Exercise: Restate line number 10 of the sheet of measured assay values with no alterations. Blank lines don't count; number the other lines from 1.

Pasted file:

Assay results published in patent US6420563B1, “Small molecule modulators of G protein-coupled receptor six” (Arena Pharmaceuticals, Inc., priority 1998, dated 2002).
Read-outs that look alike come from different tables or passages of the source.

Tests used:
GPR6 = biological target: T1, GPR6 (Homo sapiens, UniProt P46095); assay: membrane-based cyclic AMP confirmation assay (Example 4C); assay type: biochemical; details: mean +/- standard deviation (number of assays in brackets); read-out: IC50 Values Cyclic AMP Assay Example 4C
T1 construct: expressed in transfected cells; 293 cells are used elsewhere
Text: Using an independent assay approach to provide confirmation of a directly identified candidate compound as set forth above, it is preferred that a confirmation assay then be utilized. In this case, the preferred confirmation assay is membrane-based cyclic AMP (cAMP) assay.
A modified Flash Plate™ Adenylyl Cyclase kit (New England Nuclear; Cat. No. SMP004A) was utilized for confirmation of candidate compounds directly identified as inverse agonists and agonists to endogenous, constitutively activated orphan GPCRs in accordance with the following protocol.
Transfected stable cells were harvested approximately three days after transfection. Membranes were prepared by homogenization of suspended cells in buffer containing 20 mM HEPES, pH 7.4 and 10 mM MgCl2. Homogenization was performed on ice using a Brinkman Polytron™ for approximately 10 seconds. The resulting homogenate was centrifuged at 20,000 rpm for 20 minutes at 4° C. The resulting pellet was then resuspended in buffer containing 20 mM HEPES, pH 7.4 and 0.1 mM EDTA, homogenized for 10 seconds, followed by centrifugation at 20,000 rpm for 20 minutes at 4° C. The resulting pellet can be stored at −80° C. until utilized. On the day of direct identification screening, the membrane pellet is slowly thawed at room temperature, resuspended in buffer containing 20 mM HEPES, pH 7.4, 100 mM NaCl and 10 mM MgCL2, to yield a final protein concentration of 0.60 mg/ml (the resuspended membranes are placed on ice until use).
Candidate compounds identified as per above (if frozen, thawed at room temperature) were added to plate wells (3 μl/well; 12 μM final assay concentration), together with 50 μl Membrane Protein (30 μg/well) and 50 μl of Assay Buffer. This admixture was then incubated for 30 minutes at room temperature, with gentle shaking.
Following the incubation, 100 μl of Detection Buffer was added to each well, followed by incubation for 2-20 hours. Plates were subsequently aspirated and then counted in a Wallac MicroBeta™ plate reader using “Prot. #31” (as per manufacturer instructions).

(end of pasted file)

Following the incubation, 100 μl of Detection Buffer was added to each well, followed by incubation for 2-20 hours. Plates were subsequently aspirated and then counted in a Wallac MicroBeta™ plate reader using “Prot. #31” (as per manufacturer instructions).